Legalized Sports Betting On the Way Says Fay Vincent

Fay Vincent the former Major League Baseball commissioner believes that legalized sports betting within the United States would be considered one of sports’ biggest developments since television.

Vincent also believes that it will come sooner than later.

Last month, Vincent sent a letter to the editor at the New York Times. The letter was in response to a story related to the sale of the Miami Marlins MLB team.

He noted the story did not report a possibility that legalized betting for all sports is not too far from happening.

The anticipated revenue stream to owners of baseball teams might explain the sales prices tag of $1.2 billion, wrote Vincent.

Jeffrey Loria the owner of the Marlins put his team on the sales block earlier in 2017, originally asking $1.6 billion. However, he cut that price to the current $1.2 billion. Even at a lower price, the value of the team, along with the majority of professional sports franchises, has soared over the last 15 years.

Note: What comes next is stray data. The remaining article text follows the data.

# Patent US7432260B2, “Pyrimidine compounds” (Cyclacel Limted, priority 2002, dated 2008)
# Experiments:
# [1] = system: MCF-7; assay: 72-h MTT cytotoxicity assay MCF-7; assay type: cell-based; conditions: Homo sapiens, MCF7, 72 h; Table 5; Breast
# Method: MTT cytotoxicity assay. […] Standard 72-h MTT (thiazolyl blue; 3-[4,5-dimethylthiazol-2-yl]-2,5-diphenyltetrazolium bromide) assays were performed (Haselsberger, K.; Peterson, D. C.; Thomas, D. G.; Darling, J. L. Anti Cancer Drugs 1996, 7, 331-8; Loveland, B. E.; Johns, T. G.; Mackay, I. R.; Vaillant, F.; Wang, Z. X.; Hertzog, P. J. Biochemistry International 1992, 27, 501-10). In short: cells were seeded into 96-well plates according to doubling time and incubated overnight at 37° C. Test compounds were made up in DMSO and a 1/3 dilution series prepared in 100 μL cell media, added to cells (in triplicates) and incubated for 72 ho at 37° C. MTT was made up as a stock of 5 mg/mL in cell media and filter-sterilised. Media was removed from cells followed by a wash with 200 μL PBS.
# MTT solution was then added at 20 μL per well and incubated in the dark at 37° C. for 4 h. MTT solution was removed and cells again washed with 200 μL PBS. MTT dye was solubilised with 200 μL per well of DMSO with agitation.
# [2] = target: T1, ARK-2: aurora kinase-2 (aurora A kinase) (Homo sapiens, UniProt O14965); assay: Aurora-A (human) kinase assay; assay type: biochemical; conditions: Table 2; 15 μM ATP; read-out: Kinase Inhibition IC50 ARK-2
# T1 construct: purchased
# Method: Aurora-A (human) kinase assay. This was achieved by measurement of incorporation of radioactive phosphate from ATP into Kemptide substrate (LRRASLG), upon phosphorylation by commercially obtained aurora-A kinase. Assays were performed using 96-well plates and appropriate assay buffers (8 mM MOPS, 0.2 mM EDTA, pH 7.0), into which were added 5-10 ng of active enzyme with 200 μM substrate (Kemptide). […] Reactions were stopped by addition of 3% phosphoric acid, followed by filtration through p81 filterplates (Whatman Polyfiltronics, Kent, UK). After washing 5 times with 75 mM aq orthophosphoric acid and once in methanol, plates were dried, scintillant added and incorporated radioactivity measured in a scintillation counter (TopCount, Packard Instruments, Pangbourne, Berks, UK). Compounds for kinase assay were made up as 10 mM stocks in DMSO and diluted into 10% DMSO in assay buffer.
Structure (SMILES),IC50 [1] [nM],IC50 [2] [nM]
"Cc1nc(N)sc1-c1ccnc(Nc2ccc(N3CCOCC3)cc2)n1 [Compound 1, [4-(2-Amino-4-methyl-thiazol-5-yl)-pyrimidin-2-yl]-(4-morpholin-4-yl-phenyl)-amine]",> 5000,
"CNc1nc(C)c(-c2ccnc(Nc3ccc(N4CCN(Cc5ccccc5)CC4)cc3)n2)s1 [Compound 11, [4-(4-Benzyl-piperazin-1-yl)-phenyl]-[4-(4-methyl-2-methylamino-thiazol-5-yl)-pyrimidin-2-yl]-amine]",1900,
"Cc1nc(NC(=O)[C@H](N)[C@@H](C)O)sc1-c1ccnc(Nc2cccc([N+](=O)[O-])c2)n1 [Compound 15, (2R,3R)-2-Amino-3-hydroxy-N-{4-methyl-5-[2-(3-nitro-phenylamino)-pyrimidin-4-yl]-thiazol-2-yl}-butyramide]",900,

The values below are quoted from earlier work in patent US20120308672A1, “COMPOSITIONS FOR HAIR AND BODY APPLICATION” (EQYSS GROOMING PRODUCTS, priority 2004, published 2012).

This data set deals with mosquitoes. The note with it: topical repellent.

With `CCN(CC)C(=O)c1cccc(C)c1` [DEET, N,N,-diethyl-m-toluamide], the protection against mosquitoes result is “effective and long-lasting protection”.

Just 15 years ago, Loria paid just $158 million to acquire the Marlins and now wants eight times that price.

Vincent has said that he knows gambling is why the prices of teams is increasing. Adding he was astonished while not being able to believe the full amount of money that will start flowing into sports if sports betting is legalized.

Vincent added that the decision by the Supreme Court to hear the appeal by the state of New Jersey over the legalization of sports betting as its state racetracks and casinos is a huge case.

The former MLB commissioner believes New Jersey has a strong chance of coming out on top over the four major pro sports and the NCAA, which filed suit against the state’s governor Chris Christie to stop his efforts in 2012.

Sports betting within the U.S. has been banned in all but four states since 1992. PASPA or the Professional and Amateur Sports Protection Act was put into place that year.

Vincent was MLB commissioner between 1989 and 1992 and testified in support of the gambling prevention act. Baseball at that time had just gone through the betting scandal involving Pete Rose and jointed other major pro sports the NFL, NBA and NHL along with the NCAA to prevent sports betting that was state sponsored from spreading across the U.S.

It is estimated by the American Gaming Association that $150 billion is bet in the U.S. on sports each year, while others believe that figure is over $500 billion. However, any figure is difficult to support since gambling through online offshore sportsbooks and local bookies is so high and cannot be monitored.

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